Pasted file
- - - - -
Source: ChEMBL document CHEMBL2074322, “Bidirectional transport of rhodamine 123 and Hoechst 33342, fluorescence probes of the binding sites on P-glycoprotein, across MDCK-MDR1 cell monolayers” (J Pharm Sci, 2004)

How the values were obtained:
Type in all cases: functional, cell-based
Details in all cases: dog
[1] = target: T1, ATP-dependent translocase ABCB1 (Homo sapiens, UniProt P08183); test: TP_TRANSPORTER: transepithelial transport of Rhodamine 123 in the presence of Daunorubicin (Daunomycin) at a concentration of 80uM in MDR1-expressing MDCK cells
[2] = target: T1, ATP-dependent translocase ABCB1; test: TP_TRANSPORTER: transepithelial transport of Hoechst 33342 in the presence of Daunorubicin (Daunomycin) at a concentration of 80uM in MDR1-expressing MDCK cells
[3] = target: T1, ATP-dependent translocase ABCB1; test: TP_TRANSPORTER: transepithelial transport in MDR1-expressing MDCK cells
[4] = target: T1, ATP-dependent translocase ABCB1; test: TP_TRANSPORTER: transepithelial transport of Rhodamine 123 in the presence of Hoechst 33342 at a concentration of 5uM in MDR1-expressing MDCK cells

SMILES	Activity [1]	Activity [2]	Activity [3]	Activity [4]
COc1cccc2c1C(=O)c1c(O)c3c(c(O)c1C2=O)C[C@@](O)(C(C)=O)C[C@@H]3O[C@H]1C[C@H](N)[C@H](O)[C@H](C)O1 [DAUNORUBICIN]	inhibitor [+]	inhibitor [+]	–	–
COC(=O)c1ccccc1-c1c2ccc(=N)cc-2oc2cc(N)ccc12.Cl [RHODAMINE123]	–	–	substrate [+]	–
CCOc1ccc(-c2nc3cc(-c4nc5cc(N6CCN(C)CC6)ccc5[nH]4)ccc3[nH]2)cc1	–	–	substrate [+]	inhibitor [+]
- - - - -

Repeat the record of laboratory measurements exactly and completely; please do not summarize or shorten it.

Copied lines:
Source: ChEMBL document CHEMBL2074322, “Bidirectional transport of rhodamine 123 and Hoechst 33342, fluorescence probes of the binding sites on P-glycoprotein, across MDCK-MDR1 cell monolayers” (J Pharm Sci, 2004)

How the values were obtained:
Type in all cases: functional, cell-based
Details in all cases: dog
[1] = target: T1, ATP-dependent translocase ABCB1 (Homo sapiens, UniProt P08183); test: TP_TRANSPORTER: transepithelial transport of Rhodamine 123 in the presence of Daunorubicin (Daunomycin) at a concentration of 80uM in MDR1-expressing MDCK cells
[2] = target: T1, ATP-dependent translocase ABCB1; test: TP_TRANSPORTER: transepithelial transport of Hoechst 33342 in the presence of Daunorubicin (Daunomycin) at a concentration of 80uM in MDR1-expressing MDCK cells
[3] = target: T1, ATP-dependent translocase ABCB1; test: TP_TRANSPORTER: transepithelial transport in MDR1-expressing MDCK cells
[4] = target: T1, ATP-dependent translocase ABCB1; test: TP_TRANSPORTER: transepithelial transport of Rhodamine 123 in the presence of Hoechst 33342 at a concentration of 5uM in MDR1-expressing MDCK cells

SMILES	Activity [1]	Activity [2]	Activity [3]	Activity [4]
COc1cccc2c1C(=O)c1c(O)c3c(c(O)c1C2=O)C[C@@](O)(C(C)=O)C[C@@H]3O[C@H]1C[C@H](N)[C@H](O)[C@H](C)O1 [DAUNORUBICIN]	inhibitor [+]	inhibitor [+]	–	–
COC(=O)c1ccccc1-c1c2ccc(=N)cc-2oc2cc(N)ccc12.Cl [RHODAMINE123]	–	–	substrate [+]	–
CCOc1ccc(-c2nc3cc(-c4nc5cc(N6CCN(C)CC6)ccc5[nH]4)ccc3[nH]2)cc1	–	–	substrate [+]	inhibitor [+]